FORT MYERS, Fla. -- Ryan Dempster is off to a good start this spring, and if experience has taught him anything, that may translate into a good start in the regular season.
"We're out there practicing getting outs,'' said Dempster. "The more of a groove you can get in, the more comfortable you feel, the more you feel you can make your pitches -- for the most part, that generally translates over into the season. The last thing you want to do is be limping into the start of the season.
"If you're throwing the ball well at the end of the season, it can carry over to the season and give you some confidence.''
Friday night, Dempster made his third Grapefruit League appearance, allowing two hits on five hits over 3 2/3 innings in a 2-0 loss to Minnesota.
Few of the five hits were hit hard, and four of them came after two were out in the third inning, accounting for both Minnesota runs.
"I felt like it was a good quality outing for what [I was] looking to get out of it,'' said Dempster. "I was looking to extend it and I got to throw 70-something pitches, so that was nice.''
Red Sox manager John Farrell liked what he saw from the righty, especially given Dempster's pitch selection.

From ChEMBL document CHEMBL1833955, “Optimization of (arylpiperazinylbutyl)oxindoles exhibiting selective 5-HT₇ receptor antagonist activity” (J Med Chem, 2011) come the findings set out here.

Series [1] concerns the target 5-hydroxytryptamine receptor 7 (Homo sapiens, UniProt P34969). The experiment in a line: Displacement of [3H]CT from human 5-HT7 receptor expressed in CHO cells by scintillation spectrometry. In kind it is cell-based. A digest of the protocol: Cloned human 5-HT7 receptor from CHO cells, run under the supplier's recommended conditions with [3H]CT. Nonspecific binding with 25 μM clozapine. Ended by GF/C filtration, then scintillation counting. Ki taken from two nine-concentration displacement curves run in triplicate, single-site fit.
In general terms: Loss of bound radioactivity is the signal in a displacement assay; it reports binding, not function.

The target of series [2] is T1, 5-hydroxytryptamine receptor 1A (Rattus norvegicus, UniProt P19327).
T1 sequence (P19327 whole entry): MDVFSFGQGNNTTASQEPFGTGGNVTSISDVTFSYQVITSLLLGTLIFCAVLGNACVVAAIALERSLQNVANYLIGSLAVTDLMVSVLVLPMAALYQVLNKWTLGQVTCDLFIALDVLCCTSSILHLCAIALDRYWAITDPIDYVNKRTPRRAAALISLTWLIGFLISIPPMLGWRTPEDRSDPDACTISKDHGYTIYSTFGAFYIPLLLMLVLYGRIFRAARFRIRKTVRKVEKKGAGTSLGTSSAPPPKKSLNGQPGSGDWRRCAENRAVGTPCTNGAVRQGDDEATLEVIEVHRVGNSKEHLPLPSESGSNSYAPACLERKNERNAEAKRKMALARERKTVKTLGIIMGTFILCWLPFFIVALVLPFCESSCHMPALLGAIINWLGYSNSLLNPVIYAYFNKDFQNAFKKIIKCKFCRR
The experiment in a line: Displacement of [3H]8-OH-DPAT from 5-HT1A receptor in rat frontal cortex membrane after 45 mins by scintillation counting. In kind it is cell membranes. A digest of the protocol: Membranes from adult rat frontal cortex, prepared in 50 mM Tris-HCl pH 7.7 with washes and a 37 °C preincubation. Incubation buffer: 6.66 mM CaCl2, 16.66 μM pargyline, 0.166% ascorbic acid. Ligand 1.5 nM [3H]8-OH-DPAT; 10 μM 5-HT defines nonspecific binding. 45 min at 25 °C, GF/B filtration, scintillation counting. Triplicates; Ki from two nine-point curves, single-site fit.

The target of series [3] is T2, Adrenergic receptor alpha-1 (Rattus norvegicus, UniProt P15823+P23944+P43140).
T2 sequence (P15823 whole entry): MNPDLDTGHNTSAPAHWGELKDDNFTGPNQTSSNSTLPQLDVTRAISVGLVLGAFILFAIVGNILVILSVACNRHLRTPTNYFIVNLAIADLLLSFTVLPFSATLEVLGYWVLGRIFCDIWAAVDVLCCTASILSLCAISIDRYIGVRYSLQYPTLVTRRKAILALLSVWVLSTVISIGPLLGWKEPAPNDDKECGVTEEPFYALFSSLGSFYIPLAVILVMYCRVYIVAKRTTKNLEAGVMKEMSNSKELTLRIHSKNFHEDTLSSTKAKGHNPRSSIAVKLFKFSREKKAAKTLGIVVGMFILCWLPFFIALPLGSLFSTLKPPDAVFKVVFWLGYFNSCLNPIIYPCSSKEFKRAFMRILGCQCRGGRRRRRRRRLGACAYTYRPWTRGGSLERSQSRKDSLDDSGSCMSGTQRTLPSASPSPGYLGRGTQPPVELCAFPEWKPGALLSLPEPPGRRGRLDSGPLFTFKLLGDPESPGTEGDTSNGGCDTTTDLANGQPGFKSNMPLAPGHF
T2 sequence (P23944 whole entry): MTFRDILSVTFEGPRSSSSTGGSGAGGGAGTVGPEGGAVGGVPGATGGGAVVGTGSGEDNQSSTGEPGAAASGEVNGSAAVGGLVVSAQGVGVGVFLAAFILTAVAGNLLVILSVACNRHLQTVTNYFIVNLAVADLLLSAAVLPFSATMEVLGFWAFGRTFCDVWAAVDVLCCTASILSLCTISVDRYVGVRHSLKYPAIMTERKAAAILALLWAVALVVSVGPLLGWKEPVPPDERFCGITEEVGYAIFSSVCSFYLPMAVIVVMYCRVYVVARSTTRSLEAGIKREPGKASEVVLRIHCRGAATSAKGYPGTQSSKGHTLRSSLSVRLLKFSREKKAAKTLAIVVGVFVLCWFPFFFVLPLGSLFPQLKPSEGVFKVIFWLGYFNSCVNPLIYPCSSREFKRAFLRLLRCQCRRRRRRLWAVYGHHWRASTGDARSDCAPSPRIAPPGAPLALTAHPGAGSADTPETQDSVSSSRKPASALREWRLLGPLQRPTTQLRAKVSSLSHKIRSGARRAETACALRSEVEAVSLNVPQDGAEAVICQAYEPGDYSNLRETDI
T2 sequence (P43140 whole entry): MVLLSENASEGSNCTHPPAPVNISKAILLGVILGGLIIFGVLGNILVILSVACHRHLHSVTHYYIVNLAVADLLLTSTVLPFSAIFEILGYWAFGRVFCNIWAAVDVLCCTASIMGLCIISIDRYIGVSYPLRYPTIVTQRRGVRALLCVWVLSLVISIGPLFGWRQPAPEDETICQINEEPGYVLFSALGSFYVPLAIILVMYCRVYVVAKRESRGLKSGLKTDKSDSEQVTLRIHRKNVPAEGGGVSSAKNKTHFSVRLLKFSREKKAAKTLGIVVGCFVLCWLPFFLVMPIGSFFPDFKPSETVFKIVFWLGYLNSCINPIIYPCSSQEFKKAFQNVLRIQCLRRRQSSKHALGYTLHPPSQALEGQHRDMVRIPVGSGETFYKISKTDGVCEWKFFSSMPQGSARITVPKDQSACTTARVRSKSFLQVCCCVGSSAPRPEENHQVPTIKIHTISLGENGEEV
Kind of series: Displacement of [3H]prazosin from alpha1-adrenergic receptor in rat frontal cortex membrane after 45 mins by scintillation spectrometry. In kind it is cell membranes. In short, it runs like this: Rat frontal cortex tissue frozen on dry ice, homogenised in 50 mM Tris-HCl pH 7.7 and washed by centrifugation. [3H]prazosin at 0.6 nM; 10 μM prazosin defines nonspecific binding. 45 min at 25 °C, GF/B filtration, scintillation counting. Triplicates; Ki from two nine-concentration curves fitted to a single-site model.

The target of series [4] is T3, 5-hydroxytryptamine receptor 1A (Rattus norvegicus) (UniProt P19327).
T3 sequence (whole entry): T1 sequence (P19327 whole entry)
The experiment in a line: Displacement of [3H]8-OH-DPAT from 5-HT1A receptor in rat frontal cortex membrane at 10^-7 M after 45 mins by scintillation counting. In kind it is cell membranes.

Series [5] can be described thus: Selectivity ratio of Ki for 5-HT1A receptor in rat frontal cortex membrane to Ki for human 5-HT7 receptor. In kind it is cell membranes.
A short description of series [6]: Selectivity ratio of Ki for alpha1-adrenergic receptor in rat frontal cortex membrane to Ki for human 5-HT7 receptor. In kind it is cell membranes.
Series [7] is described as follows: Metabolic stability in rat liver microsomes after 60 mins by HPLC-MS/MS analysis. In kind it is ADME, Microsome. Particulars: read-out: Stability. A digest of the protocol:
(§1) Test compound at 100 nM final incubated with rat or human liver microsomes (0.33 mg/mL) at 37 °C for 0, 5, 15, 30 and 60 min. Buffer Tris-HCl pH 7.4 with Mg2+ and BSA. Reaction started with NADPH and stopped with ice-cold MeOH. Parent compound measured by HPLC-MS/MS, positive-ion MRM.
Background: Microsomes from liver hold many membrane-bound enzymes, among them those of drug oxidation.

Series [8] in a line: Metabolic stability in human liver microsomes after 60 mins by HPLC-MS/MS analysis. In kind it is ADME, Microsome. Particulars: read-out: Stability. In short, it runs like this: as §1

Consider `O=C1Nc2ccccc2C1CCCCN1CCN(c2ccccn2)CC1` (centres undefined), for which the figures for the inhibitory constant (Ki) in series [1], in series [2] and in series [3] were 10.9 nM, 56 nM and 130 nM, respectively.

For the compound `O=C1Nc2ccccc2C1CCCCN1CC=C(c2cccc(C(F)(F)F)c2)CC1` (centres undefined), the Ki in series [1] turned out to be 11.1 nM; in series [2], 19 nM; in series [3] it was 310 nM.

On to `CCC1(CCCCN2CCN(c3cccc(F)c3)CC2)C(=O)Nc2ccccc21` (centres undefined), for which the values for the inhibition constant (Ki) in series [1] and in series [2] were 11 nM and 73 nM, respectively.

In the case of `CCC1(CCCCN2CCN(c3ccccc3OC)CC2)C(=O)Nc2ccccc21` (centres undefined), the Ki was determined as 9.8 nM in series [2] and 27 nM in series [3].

"Two goals completed here tonight, one was to get him close to 70 pitches, which we did and he went out and made an effort to pitch predominantly with his fastball. Of the 69 pitches I think he threw only about 12 or 13 were cutters or sliders, the rest were fastballs, which was the intention in tonight’s outing."
Why focus so much on the fastball?
"Just a chance to go out and work on building arm strength," said Farrell. "[Dempster's] shown the ability to throw three and four pitches for strikes in his previous outings but wanted to go out and pitch with his fastball here tonight."
In 8 2/3 innings this spring, Dempster, who usually has terrific command, hasn't walked a batter.
"I feel really good,'' said Dempster about his ability to locate. I'm just trying to repeat my delivery on the side and then, obviously in the games.''
Dempster also uses spring training to try to pitch to contact -- throwing a certain pitch to a designated area of the strike zone, with the intent of getting hitters to hit the ball to a specific spot on the field.
"Absolutely,'' he said. "When I throw a pitch, I want them to hit it. Obviously, there's times when you're trying to strike somebody out. But I'm trying to put the ball in a place where I feel if I execute a pitch there and they do hit it, that you're going to get contact where you like.
"Sometimes those ground balls go through the hole. Maybe the pitch isn't exactly where you want it and that's why it gets through. But you just try to make adjustments. When I pitch to contact instead of away from it, I find that I get better results.''